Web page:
What does your birthday have to do with immune disorders?

Researchers found that babies born in May had almost double the amount of autoreactive T-cells.

Story highlights

  • Many patients with multiple sclerosis are born in the spring, not fall
  • Scientists speculate the mother's exposure to Vitamin D could play a role
  • New study shows the vitamin might be driving immune system development
The month in which babies are born can affect how their immune systems develop, and even how vulnerable they are to autoimmune diseases.
Scientists studying the neurological disorder multiple sclerosis, in which the body's own immune cells destroy the protective coating around nerves and can lead to paralysis and loss of other functions, have long been puzzled by the "birth month effect." Many patients with MS are born in the spring, and rates of the disease are lowest for those born in November.
Some have speculated that insufficient levels of vitamin D, which the skin produces when exposed to sunlight, on the mom's part could play a role, since babies born in May are gestated during the colder, darker months, while winter babies are in utero during the spring and summer.
Now a study published in JAMA Neurology shows that this hunch may be correct, and suggests a mechanism for how the vitamin might be driving immune system development.
Researchers in the UK studied 50 babies born in London in May and 50 babies born in November between 2009 and 2010. They sampled blood from the newborns' umbilical chords and recorded levels of vitamin D and a specific type of immune cell known as autoreactive T-cells.
T-cells are the white blood cells that battle pathogens like bacteria and viruses, but autoreactive T-cells are aberrant versions that mistake the body's own cells as foreign and attack them as they would an unwanted infection.
The researchers found that babies born in May had vitamin D levels that were 20% lower than those in babies born in November, and almost double the amount of autoreactive T-cells. They speculate that vitamin D may be important in some way in educating T cells about how to recognize self cells; this occurs in the thymus, and errors in the training could lead to higher levels of the destructive T cells.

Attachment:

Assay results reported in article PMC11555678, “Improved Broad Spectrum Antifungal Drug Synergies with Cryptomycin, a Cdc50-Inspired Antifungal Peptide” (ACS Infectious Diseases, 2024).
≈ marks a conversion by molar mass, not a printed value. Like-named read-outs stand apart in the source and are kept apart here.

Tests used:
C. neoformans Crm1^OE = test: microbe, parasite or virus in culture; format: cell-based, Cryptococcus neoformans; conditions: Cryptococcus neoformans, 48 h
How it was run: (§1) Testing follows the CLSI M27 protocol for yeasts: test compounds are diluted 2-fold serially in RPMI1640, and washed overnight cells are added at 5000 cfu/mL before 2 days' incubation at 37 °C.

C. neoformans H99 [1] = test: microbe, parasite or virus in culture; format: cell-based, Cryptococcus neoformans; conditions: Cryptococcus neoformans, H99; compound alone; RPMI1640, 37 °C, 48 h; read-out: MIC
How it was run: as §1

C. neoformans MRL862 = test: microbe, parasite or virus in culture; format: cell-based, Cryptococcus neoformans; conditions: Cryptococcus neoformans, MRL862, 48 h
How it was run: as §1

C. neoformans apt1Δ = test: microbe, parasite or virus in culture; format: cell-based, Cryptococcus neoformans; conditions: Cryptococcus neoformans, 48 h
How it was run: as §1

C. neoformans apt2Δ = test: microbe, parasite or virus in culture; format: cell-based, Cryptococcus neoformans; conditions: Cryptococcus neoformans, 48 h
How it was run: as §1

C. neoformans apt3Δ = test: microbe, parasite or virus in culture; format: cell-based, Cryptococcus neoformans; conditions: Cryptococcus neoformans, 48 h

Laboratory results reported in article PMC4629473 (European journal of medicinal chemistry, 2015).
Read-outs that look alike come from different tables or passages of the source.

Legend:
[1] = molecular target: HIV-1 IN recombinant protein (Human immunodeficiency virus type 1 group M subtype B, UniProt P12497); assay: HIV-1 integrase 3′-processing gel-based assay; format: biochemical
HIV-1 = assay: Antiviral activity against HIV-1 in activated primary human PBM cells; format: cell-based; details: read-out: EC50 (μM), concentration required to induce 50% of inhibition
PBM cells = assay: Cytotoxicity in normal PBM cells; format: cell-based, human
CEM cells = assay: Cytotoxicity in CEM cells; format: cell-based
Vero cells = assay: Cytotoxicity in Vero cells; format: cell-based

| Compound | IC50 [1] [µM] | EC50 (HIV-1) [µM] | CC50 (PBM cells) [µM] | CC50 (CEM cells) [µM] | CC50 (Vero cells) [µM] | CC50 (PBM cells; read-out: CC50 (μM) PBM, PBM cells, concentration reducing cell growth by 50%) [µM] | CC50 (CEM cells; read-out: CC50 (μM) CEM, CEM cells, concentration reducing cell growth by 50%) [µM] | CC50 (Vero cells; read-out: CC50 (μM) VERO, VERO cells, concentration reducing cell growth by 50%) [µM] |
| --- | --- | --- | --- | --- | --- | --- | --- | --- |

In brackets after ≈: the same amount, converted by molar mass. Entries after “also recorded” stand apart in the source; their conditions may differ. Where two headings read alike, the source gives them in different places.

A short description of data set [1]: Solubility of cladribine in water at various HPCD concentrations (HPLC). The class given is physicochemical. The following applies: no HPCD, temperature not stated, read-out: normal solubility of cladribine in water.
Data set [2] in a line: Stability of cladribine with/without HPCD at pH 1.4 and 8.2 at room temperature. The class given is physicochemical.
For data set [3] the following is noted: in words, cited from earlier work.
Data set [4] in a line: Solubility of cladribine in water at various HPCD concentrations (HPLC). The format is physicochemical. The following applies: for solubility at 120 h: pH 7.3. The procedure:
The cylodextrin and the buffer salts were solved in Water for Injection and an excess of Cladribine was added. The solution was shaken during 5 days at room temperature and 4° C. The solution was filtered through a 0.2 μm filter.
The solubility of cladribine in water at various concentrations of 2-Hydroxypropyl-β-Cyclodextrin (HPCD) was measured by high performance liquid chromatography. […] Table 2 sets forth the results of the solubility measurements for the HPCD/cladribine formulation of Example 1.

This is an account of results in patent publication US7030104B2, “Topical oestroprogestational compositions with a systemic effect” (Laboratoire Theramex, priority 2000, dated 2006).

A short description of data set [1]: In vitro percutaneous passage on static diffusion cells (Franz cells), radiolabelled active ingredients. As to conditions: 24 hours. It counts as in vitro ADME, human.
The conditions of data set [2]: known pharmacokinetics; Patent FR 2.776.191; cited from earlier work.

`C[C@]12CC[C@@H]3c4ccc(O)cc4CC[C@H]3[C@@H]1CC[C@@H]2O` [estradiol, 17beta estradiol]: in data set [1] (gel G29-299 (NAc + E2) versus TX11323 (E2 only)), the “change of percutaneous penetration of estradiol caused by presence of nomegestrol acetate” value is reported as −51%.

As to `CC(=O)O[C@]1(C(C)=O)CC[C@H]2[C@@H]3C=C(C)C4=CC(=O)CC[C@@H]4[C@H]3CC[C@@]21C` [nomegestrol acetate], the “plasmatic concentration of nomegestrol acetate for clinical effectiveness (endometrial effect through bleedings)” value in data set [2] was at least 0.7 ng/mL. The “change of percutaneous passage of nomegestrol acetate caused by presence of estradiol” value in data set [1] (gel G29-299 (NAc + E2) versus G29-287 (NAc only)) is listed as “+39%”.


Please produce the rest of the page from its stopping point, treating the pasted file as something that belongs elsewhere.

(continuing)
The connection between vitamin D and immune disorders first emerged from population studies that showed people who lived further away from the equator, in places with less sunlight, were at higher risk of developing MS. But the researchers caution that their results still don't suggest that lower levels of the vitamin cause autoimmune disorders like MS.
So it's not clear yet whether supplements of vitamin D could help to lower rates of the disease — especially for those conceived in July and born in May. In fact, experts continue to debate how much vitamin D is appropriate for otherwise healthy people when it comes to preventing disease, since studies on the subject are conflicting. The Institute of Medicine currently recommends that adults get about 600 IU daily.
More research is needed to figure out whether pregnant women might need to take more vitamin D in order to strengthen their babies' immune systems, but doctors now have a better understanding of what birth months have to do with how the immune system develops.
This article was originally published on TIME.com